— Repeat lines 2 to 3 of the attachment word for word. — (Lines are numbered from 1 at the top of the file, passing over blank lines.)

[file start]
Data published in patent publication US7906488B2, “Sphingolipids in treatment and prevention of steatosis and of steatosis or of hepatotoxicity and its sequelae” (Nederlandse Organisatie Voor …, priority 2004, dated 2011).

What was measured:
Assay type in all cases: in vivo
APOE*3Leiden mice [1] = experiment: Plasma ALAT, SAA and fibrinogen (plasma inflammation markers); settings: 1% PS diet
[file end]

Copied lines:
What was measured:
Assay type in all cases: in vivo